The sixth and final presenter at the Sado Kinzan symposium was Hwang Uiwon, a South Korean journalist and researcher and the representative of MediaWatch, which monitors the media in South Korea. Hwang pointed out that the South Korean media tends to ignore primary historical sources and instead seeks out interviews with those who will confirm the preferred anti-Japan narrative of the South Korean Left.
In a follow-up interview, Hwang told JAPAN Forward, “The reality is, the mainstream media in Korea has not reported any evidence or testimony that supports the truth on the comfort women or forced conscription issues to the public. Thus, Japan must establish communication channels to convey its views to Korea. I suggest Japan communicate, not with anti-Japan elitists, but with the general public in Korea.”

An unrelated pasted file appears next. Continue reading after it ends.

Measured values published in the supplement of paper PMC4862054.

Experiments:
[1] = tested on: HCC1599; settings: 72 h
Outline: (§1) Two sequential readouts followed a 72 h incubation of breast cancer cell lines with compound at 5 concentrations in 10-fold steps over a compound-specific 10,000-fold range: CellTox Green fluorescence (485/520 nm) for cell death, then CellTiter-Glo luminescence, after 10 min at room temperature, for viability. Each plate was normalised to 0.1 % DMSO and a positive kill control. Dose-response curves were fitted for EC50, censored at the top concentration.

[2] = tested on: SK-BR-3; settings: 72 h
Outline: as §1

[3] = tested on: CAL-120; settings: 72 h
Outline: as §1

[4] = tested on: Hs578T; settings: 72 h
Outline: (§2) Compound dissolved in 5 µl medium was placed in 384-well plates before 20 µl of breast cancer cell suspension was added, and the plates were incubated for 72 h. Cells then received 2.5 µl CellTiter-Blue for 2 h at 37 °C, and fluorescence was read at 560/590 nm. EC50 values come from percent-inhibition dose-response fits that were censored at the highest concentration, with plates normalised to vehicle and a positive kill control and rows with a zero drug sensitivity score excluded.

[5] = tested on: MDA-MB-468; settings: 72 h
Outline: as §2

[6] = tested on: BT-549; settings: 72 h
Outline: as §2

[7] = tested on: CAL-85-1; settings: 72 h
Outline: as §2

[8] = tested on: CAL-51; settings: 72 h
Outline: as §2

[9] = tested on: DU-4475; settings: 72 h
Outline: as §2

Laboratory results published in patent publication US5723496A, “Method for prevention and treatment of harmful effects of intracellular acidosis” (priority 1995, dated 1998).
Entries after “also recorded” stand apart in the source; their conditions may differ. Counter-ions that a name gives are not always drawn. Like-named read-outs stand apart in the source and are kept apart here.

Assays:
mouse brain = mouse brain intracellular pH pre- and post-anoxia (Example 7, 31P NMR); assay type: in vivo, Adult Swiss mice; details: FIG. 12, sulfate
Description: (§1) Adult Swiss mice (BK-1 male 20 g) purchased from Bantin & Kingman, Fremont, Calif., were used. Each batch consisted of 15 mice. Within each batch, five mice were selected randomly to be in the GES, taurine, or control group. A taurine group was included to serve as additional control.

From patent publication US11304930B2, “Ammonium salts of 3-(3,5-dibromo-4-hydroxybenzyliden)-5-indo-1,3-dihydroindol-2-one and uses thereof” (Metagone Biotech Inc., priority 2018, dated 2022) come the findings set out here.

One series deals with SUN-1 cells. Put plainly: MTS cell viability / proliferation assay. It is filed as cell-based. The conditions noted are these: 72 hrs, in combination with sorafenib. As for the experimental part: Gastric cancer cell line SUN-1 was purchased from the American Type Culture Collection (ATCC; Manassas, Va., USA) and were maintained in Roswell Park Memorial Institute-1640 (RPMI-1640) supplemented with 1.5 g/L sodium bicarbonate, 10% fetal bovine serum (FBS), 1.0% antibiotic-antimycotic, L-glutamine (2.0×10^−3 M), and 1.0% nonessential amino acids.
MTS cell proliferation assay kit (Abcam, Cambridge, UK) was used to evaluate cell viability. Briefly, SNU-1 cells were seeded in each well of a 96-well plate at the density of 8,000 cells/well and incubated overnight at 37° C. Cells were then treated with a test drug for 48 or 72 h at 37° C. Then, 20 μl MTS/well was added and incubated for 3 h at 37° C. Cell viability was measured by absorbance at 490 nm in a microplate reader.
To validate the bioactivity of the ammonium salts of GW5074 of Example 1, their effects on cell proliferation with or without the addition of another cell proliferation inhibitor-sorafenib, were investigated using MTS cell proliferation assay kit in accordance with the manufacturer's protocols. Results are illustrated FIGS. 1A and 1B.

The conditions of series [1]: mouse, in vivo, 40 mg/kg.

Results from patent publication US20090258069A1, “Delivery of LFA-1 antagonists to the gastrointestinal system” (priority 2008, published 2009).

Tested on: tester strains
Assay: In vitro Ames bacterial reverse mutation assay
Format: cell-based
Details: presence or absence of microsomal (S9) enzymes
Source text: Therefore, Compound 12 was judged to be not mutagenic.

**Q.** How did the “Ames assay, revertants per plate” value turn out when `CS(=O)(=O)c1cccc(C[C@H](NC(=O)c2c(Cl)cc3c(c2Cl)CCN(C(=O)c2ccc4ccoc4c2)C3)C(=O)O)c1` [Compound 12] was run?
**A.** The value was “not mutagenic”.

Hwang stressed that “Japan must, above all, be defiant in the face of the truth. If Japan prioritizes goodwill over truth,” Hwang said, “friendship efforts with Korea will inevitably fail. Unlike [South] Korea’s anti-Japan elites, the general public has no incentive to get involved in anti-Japan sentiments. Therefore, if we continue to persuade the Korean public with the conviction that they’ll one day embrace the truth, the dishonest groups in Korea shall eventually collapse.”
The March 2022 Sado Kinzan symposium in Tokyo, featuring researchers from both South Korea and Japan, did just as Hwang suggested. It is also symbolic of the work spearheaded by HARC president Professor Nishioka. In his most recent book, My Korean Experience, Nishioka writes that only a shared devotion to historical truth will help Japan and South Korea overcome division and achieve mutual respect.
- UNESCO Heritage Campaign: Workers Thrived at Sado Mines, Contrary to Korea’s Claims
- South Korean Court Rejects Forced Labor Lawsuit Against Japanese Firms
- Recovering the Truth about the Comfort Women
Author: Dr. Jason Morgan
Read other essays and interviews by Dr. Jason Morgan at this link.